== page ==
Elizabeth Spann Craig said...

Kids are so spontaneous! You just never know what they're gonna do next...

I think my kids have it sooo easy when we travel. They have little DVD players and a ton of rented Blockbuster movies. I had to play the license plate game and count cows when I was a kid....

Mystery Writing is Murder

Susan D said...

Julia, you CAN regain that essence. Not by travelling with anyone you're related to (except perhaps your wild and crazy cousin Karen) and not by going and returning the same day.

Collect 3 friends of the same sex and similar world view and vintage.

Select some event or destination that will require at least 2 nights on the road each way. (Writing conference, old friend's birthday bash, Leonard Cohen concert.)

Plan a loosely defined route that avoids major highways and motel chains.

Allow lots of time for roadside attractions and shopping impulses.

Assign each person to bring
-enough snacks for everyone
-guide book of attractions
-road map
-music from your youth
-hot romance audio book

Get in the car and go.

Yell out the window all you like.

Sheila Connolly said...

There is a freedom to getting into your car and just taking off--not with a deadline, not with a goal, just going. It's a real luxury these days.

But I'm not sure doing it with a bunch of teenage boys is the best way. A few years ago my daughter and I took off from eastern Pennsylvania for Kentucky, for the wedding of my nephew. We had a grand time--cranked up Willie Nelson's "On the Road Again" and John Denver's "Country Roads" (we were going through West Virginia at the time--speed limit 70) and singing at the top of our lungs (but with the windows closed!).

Julia Buckley said...

Elizabeth, I'm with you--we played the alphabet game and fought with each other (there were five of us kids)and my father read almost EVERY sign. That got old fast. :)

Susan, that is a lovely sounding trip. It would take some planning, but it sounds like you've done it and have come out of it a happy person! Did you yell out the window?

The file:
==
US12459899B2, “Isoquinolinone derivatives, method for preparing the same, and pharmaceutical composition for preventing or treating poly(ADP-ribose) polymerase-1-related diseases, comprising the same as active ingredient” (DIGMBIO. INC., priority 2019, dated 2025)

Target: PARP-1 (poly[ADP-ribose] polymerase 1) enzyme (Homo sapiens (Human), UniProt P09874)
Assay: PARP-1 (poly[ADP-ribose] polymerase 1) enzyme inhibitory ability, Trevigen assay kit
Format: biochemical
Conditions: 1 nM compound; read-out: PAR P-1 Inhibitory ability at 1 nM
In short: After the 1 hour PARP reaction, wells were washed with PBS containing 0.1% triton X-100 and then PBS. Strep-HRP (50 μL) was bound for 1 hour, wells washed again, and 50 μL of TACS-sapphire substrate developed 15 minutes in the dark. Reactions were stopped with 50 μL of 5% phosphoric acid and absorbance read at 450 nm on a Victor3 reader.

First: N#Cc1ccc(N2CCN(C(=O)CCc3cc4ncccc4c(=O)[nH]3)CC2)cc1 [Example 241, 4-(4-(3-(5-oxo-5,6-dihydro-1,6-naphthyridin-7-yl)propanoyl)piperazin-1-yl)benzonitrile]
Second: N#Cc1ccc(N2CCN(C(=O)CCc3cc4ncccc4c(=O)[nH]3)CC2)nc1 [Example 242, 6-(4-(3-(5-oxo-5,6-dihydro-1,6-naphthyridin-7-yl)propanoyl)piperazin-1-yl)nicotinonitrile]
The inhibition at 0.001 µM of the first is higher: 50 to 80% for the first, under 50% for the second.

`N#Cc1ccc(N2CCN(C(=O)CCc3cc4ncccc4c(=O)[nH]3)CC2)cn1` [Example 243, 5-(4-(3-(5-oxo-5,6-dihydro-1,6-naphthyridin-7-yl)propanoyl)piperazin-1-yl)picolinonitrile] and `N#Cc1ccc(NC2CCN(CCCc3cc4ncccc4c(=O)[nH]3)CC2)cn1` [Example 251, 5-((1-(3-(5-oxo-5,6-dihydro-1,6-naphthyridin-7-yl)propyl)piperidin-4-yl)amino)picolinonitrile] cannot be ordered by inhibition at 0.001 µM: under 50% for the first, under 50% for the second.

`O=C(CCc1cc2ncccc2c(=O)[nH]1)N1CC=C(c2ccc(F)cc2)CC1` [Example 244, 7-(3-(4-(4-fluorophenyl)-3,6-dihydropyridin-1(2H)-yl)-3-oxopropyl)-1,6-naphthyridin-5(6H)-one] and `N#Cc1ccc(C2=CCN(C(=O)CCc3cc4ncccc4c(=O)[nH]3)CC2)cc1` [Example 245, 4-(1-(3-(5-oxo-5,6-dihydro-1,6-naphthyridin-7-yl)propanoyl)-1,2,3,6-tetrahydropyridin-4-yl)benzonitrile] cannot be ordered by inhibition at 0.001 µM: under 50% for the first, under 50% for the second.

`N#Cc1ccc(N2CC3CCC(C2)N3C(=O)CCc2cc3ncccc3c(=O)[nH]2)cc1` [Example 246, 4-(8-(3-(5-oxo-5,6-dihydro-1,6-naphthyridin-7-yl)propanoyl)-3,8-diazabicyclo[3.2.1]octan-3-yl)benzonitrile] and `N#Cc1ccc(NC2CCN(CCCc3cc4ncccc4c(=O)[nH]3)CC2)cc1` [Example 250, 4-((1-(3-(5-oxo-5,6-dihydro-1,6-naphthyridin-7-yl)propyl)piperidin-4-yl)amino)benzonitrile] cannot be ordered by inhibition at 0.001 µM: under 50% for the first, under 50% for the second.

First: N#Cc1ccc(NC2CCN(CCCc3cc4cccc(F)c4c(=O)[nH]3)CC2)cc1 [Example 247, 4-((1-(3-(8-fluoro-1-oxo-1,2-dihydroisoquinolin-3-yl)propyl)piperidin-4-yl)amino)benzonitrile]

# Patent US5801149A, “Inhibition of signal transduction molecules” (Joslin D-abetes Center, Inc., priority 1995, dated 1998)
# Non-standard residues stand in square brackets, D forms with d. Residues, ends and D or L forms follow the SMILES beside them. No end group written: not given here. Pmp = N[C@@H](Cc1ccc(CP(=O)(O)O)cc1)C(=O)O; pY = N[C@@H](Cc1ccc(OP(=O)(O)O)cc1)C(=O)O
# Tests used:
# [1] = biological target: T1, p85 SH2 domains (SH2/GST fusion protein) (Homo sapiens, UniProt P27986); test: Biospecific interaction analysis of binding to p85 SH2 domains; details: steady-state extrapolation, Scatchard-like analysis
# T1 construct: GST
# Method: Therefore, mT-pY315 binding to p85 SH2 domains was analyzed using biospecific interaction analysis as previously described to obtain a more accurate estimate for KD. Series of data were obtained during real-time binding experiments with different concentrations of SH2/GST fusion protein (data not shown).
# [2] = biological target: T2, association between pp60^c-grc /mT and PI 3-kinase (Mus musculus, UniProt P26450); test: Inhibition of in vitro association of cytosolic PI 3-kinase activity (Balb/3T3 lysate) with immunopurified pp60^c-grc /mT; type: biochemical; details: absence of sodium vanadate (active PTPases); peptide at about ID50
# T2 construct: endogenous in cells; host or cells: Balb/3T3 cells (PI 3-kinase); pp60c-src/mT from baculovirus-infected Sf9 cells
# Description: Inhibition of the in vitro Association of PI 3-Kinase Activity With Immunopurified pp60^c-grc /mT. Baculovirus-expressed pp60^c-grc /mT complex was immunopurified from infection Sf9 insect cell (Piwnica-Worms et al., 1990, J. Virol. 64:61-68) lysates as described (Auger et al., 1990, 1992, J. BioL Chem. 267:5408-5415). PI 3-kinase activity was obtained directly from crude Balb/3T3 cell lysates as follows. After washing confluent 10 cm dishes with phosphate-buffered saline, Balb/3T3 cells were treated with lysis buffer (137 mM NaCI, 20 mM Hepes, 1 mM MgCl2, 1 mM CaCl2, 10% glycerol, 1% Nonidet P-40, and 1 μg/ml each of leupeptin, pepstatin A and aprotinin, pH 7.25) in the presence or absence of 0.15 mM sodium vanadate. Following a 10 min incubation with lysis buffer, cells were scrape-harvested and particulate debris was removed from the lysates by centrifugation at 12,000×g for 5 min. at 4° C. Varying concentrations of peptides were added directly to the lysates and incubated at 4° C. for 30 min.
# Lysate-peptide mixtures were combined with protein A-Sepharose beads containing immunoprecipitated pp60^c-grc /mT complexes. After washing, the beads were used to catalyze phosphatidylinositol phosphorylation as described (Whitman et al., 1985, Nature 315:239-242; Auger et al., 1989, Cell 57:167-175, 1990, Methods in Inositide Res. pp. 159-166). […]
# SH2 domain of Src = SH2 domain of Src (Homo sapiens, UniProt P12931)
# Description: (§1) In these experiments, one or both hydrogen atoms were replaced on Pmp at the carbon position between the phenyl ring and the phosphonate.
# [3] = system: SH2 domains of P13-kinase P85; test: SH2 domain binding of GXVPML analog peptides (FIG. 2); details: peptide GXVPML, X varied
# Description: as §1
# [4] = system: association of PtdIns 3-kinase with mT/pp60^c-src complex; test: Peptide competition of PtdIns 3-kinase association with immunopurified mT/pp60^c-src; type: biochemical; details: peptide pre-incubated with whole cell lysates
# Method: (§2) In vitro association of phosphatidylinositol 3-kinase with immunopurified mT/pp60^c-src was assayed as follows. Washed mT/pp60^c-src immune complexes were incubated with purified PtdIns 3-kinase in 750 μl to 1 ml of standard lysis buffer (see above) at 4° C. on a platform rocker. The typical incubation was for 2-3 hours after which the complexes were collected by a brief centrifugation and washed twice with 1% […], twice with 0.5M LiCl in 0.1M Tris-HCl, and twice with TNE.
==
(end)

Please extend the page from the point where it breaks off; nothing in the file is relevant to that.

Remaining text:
Sheila, we DID play a game called Name That Tune, where we would hum something and the others had to guess what it was--and I DID hum Country Roads. They got as far as John Denver, but couldn't remember the song. Darn teenagers, don't even know good music when they hear it.

Lonnie Cruse said...

Wish you could have wended your way down here to the southern end of the state so we could have coffee and a chat. Maybe next time?

Julia Buckley said...

I'll have to build up my endurance, Lonnie. You can give me tips--I know you take long road trips all the time!

Tara said...

Part of the problem is how LONG this road trip was - that much driving in a day would drive anyone bonkers! Of course the kids are full of energy - they didn't have to drive (and they're young).

The key to great road tripping is to bite off what you can actually chew - I always recommend no more than four hours of driving in a day. That amount of time gives you plenty of time to explore, stop and check out arbitrary sights, and just get out of the car. When you plan a great road trip (i.e. realistic driving time) you can have a blast on the road.

By the way - I think it's a great idea for you to go out one day or night and just scream yourself silly in your car. Sounds like fun - I've got to try that!

Julia Buckley said...

You are so right, Tara! The things we learn in retrospect . . .

Let's all pick a time when we go out and scream together. We'll leave our little imprint on the universe.

Elizabeth Zelvin said...

I will be on the road four days total in August, going from New York City to Nashville and back for Killer Nashville. Anybody wanna come? No teenage boys, please! And you've gotta like country music. :)

Julia Buckley said...

I love country music! But the thought of another long drive isn't appealing right now. I hope you're doing what Tara suggested and breaking up the trip. :)

Elizabeth Zelvin said...

Yes, Julia, I have a sleepover planned at a friend's halfway each way (and a Plan B and C with other friends not too far from the middle), but it's still two long days' driving. I actually like long drives by myself--I crank up the music and also get some thinking done. Sometimes I even think about what I'm writing. :)

Julia Buckley said...

It's good to have friends in strategic places. :)